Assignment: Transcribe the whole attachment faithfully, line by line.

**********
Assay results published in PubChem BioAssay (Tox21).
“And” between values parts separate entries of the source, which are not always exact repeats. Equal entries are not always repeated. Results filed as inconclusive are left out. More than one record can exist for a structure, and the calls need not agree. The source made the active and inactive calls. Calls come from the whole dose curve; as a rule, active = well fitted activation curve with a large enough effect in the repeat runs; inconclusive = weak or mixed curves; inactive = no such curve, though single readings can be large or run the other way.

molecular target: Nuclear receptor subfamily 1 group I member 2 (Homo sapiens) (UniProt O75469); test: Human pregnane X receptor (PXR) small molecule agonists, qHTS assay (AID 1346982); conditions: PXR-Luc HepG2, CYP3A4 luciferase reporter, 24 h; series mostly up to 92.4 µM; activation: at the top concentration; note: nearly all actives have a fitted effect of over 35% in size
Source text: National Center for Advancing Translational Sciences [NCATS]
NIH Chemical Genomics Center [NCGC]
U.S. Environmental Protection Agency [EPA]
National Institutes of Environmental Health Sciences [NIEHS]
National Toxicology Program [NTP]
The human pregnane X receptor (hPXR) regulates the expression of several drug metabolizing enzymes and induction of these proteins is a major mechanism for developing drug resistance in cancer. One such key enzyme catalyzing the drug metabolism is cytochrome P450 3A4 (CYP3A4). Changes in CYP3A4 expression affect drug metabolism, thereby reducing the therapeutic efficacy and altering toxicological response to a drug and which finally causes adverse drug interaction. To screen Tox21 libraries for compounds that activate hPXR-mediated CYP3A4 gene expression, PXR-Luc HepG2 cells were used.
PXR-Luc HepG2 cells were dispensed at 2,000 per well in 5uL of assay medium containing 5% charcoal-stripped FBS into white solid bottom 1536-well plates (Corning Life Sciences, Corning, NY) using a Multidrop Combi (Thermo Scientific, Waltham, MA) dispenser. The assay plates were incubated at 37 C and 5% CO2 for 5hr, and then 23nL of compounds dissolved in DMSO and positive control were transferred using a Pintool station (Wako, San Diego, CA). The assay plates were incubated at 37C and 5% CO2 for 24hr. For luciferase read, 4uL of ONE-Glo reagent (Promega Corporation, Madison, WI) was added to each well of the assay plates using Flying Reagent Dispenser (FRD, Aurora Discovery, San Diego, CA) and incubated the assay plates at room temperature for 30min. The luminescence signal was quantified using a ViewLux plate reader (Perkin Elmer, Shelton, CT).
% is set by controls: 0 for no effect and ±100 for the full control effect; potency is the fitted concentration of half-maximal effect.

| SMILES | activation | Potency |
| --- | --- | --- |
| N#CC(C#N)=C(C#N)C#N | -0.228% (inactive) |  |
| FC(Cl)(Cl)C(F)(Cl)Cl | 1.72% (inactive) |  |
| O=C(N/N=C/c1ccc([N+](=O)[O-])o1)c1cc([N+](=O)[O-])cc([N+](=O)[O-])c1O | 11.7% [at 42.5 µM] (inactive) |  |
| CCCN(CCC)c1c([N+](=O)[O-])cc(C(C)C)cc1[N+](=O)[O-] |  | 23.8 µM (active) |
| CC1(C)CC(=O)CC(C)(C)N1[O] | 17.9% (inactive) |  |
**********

Assay results published in PubChem BioAssay (Tox21).
“And” between values parts separate entries of the source, which are not always exact repeats. Equal entries are not always repeated. Results filed as inconclusive are left out. More than one record can exist for a structure, and the calls need not agree. The source made the active and inactive calls. Calls come from the whole dose curve; as a rule, active = well fitted activation curve with a large enough effect in the repeat runs; inconclusive = weak or mixed curves; inactive = no such curve, though single readings can be large or run the other way.

molecular target: Nuclear receptor subfamily 1 group I member 2 (Homo sapiens) (UniProt O75469); test: Human pregnane X receptor (PXR) small molecule agonists, qHTS assay (AID 1346982); conditions: PXR-Luc HepG2, CYP3A4 luciferase reporter, 24 h; series mostly up to 92.4 µM; activation: at the top concentration; note: nearly all actives have a fitted effect of over 35% in size
Source text: National Center for Advancing Translational Sciences [NCATS]
NIH Chemical Genomics Center [NCGC]
U.S. Environmental Protection Agency [EPA]
National Institutes of Environmental Health Sciences [NIEHS]
National Toxicology Program [NTP]
The human pregnane X receptor (hPXR) regulates the expression of several drug metabolizing enzymes and induction of these proteins is a major mechanism for developing drug resistance in cancer. One such key enzyme catalyzing the drug metabolism is cytochrome P450 3A4 (CYP3A4). Changes in CYP3A4 expression affect drug metabolism, thereby reducing the therapeutic efficacy and altering toxicological response to a drug and which finally causes adverse drug interaction. To screen Tox21 libraries for compounds that activate hPXR-mediated CYP3A4 gene expression, PXR-Luc HepG2 cells were used.
PXR-Luc HepG2 cells were dispensed at 2,000 per well in 5uL of assay medium containing 5% charcoal-stripped FBS into white solid bottom 1536-well plates (Corning Life Sciences, Corning, NY) using a Multidrop Combi (Thermo Scientific, Waltham, MA) dispenser. The assay plates were incubated at 37 C and 5% CO2 for 5hr, and then 23nL of compounds dissolved in DMSO and positive control were transferred using a Pintool station (Wako, San Diego, CA). The assay plates were incubated at 37C and 5% CO2 for 24hr. For luciferase read, 4uL of ONE-Glo reagent (Promega Corporation, Madison, WI) was added to each well of the assay plates using Flying Reagent Dispenser (FRD, Aurora Discovery, San Diego, CA) and incubated the assay plates at room temperature for 30min. The luminescence signal was quantified using a ViewLux plate reader (Perkin Elmer, Shelton, CT).
% is set by controls: 0 for no effect and ±100 for the full control effect; potency is the fitted concentration of half-maximal effect.

| SMILES | activation | Potency |
| --- | --- | --- |
| N#CC(C#N)=C(C#N)C#N | -0.228% (inactive) |  |
| FC(Cl)(Cl)C(F)(Cl)Cl | 1.72% (inactive) |  |
| O=C(N/N=C/c1ccc([N+](=O)[O-])o1)c1cc([N+](=O)[O-])cc([N+](=O)[O-])c1O | 11.7% [at 42.5 µM] (inactive) |  |
| CCCN(CCC)c1c([N+](=O)[O-])cc(C(C)C)cc1[N+](=O)[O-] |  | 23.8 µM (active) |
| CC1(C)CC(=O)CC(C)(C)N1[O] | 17.9% (inactive) |  |